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Home / Analysis / What the CAA is; what it is not | Opinion

What the CAA is; what it is not | Opinion

It affirms our diverse and inclusive civilisational heritage, and builds on Vivekananda’s legacy

analysis Updated: Dec 27, 2019 08:12 IST
Hardeep S Puri
Hardeep S Puri
The CAA does not alter or challenge the rights of any Indian citizen
The CAA does not alter or challenge the rights of any Indian citizen(Burhaan Kinu/HT PHOTO)

Opposition parties have mounted an anti-government campaign using the Citizenship Amendment Act, 2019, (CAA), as the lightening rod. They have spread misinformation, inflamed passions, mobilised forces inimical to the country’s interests, and incited violence. Riding on a false narrative, they became party to stone pelting, destruction of public property, arson and attacks on the police forces going against the Gandhian principles of peaceful protests. Some even went to the extent of inviting foreign intervention.

Prime Minister Narendra Modi, at Ramlila Maidan on December 22, effectively explained and sought to remove misunderstandings among citizens about the CAA. Many peaceful rallies since then have demonstrated the power of the true narrative.

The CAA is an affirmation of our diverse and inclusive Indian civilisation, which dates back nearly 7,000 years. Our existence as a modern nation-state, anchored in a constitutional republic, represents only 1% of our history. The inclusive character of this civilisational heritage is reflected by the fact that Malabar Jews, Syrian Christians, Parsis of erstwhile Persia, or my parents, fleeing the violence of Partition, have all found a safe home in our land. It draws inspiration from, and is a continuation of, this civilisational value system. Given that the persecution of religious minorities is rampant in these countries, the CAA seeks to secure those individuals in India who have fled from Pakistan and elsewhere due to the harsh conditions they lived through on account of their religion.

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What the CAA does not do is equally important. It neither alters nor challenges the rights of any Indian citizen, irrespective of religion, caste, creed, sect, ethnicity or race. The narrative that the CAA threatens religious minorities in India is ignorance at best, and treacherous at worst. Stoking fear in the minds of the citizenry on religious grounds, particularly by co-opting the young of this country, is reminiscent of the British imperialist playbook.

The CAA is also not an “open invitation” to citizens of India’s three neighbouring countries. With the cut-off date set at December 31, 2014, the CAA seeks to confer citizenship only on those refugees who are already in India, and are currently disenfranchised. It is akin to conferring property rights on families living in Delhi’s unauthorised colonies.

There has also been a deliberate attempt to stoke confusion on the “exclusionary” nature of the CAA by suggesting that it is not just religious minorities (Hindus, Sikhs, Jains, Buddhists, Christians and Parsis) that face persecution in these three countries. A better understanding of law, history, anthropology and sociology should clear such doubts. First, these countries are Islamic republics. The question of Muslim persecution on religious grounds in Islamic countries, therefore, should not arise. This does not mean that Muslims who are otherwise persecuted in these countries cannot apply for Indian citizenship — in fact, in the last five years, Prime Minister Modi’s government has granted citizenship to nearly 600 Muslims from these very countries. The Opposition’s claim, therefore, that the CAA is somehow anti-Muslim or undermines India’s secular credentials rings hollow.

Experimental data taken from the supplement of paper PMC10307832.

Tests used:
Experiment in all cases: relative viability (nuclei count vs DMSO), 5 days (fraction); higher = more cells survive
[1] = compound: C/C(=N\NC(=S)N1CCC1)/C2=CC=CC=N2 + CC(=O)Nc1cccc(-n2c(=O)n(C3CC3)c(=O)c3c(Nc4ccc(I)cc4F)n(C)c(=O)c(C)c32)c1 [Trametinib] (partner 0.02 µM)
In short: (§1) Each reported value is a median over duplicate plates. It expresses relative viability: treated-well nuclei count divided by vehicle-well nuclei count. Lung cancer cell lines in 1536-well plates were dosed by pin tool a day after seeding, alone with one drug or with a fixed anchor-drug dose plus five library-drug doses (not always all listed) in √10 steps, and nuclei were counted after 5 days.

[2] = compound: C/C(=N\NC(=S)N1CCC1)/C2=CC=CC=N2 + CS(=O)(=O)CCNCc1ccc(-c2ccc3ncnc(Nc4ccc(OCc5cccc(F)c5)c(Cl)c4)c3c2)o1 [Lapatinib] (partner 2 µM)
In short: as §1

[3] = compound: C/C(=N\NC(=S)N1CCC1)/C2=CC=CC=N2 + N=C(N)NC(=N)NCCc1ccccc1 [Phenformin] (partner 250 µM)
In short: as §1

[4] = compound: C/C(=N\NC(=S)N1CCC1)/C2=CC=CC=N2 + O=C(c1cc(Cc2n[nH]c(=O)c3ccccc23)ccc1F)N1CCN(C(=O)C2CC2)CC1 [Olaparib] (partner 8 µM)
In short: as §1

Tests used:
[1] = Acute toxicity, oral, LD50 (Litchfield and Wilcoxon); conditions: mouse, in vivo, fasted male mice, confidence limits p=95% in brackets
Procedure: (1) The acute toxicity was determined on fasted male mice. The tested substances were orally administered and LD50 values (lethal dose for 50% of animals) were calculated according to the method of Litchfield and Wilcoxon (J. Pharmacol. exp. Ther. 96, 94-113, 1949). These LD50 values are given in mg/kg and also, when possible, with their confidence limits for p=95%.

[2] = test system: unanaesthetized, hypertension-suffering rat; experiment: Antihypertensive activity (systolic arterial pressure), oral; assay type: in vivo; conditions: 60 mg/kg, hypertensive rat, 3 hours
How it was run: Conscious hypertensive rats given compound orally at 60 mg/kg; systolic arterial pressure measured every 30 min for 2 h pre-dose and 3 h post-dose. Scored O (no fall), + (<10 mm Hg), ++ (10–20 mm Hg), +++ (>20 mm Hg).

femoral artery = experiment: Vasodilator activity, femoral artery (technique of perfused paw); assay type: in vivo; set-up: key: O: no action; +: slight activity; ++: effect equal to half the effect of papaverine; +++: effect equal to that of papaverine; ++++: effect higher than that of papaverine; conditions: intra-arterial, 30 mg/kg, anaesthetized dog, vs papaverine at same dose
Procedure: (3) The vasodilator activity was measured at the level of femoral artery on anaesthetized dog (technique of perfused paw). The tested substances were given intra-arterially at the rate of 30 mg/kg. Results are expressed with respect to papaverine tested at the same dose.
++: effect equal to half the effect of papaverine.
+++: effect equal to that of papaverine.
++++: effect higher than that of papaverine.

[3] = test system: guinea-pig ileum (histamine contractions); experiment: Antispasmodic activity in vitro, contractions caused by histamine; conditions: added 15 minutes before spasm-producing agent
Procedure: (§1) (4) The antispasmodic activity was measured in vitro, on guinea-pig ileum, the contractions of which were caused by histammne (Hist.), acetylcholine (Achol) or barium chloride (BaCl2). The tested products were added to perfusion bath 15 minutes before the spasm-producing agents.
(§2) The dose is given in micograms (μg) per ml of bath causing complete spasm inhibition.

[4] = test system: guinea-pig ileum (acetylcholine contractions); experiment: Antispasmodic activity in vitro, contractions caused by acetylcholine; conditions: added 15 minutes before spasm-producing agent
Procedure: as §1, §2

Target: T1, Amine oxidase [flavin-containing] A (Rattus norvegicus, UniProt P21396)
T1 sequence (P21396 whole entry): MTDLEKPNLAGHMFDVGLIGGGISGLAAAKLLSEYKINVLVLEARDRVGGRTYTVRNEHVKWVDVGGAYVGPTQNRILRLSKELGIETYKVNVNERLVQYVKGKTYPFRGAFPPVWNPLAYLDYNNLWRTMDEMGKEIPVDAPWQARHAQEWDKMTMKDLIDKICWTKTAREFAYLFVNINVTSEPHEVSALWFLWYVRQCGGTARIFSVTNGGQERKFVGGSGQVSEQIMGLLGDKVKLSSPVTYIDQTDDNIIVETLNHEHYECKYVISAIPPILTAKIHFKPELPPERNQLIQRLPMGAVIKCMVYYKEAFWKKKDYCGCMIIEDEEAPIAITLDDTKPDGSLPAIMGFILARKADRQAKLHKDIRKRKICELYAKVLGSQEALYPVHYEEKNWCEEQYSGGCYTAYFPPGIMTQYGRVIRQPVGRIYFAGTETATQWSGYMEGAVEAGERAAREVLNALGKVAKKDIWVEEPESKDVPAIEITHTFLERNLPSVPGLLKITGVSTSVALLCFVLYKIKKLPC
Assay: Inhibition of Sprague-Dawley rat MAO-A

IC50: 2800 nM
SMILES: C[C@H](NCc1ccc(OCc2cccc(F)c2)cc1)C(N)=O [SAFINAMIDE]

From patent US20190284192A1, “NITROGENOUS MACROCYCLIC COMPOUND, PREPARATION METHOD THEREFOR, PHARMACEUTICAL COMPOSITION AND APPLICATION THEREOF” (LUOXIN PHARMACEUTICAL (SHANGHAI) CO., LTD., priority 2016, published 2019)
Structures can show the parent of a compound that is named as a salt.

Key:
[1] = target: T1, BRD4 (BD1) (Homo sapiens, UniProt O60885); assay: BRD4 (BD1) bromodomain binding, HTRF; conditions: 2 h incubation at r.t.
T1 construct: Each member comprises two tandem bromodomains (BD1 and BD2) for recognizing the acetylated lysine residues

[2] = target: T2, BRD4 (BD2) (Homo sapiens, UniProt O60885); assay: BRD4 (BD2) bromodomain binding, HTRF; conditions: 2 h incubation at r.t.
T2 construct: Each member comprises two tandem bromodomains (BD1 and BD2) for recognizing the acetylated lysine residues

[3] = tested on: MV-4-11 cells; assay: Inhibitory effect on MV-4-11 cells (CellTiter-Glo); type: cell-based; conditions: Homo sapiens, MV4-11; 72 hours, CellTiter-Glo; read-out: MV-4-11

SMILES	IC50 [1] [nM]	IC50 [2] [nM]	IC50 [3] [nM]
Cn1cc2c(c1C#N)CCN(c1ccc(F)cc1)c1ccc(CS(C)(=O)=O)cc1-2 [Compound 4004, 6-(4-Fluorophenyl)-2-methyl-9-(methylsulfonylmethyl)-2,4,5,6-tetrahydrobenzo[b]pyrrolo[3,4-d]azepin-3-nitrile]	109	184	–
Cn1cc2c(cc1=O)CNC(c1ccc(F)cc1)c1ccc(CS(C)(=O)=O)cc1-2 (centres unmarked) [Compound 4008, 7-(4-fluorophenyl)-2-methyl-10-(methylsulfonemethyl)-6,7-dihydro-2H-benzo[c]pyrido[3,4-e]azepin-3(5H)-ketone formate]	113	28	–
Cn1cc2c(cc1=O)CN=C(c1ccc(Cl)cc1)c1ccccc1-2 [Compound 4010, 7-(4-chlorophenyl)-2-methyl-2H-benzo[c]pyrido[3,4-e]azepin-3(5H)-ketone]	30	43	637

Second, there has been an attempt to invoke Article 14 of the Constitution to discredit the CAA. A careful reading of the Article, along with the precedents set over the last seven decades, suggests that the “reasonable classification” provision was made exactly for the purpose of an act such as the CAA. It should be viewed from the lens of affirmative action — bestowing rights upon those who have historically been discriminated against.

Third, each modern nation has the prerogative to define the criteria for according citizenship. Even the most developed countries do not provide citizenship rights unconditionally or indiscriminately. In modern-India, refugees from Tibet, Sri Lanka, Uganda or Bangladesh, have been given asylum. The CAA does not alter this commitment to human rights; rather, it reaffirms India’s position as an upholder of humanitarian values.

And, last, as PM Modi made clear, there has been no discussion of the National Register of Citizens (NRC) in the government. To search for mysterious link between the CAA and NRC, particularly when the CAA has a cut-off date of December 31, 2014, smacks of the vote bank politics the Congress and its various so-called “secular” bedfellows have been indulging in for decades. This vote bank politics was rejected first in 2014, and then, in 2019.

Swami Vivekananda in his address at the World Parliament of Religion in Chicago had remarked: “I am proud to belong to a nation which has sheltered the persecuted and the refugees of all religions and all nations of the earth.” PM Modi’s government has enacted a law that builds on this legacy of India. The CAA, in fact, reaffirms India’s secular credentials by providing security to individuals who already reside within our borders. Those who are blinded by fake narratives are attempting to destroy India’s delicate social fabric. It is incumbent upon us as responsible Indians to reject such forces and uphold the values of our civilisational heritage.

Hardeep S Puri is Union minister of housing and urban affairs, civil aviation, and Union minister of State, Commerce & Industry

The views expressed are personal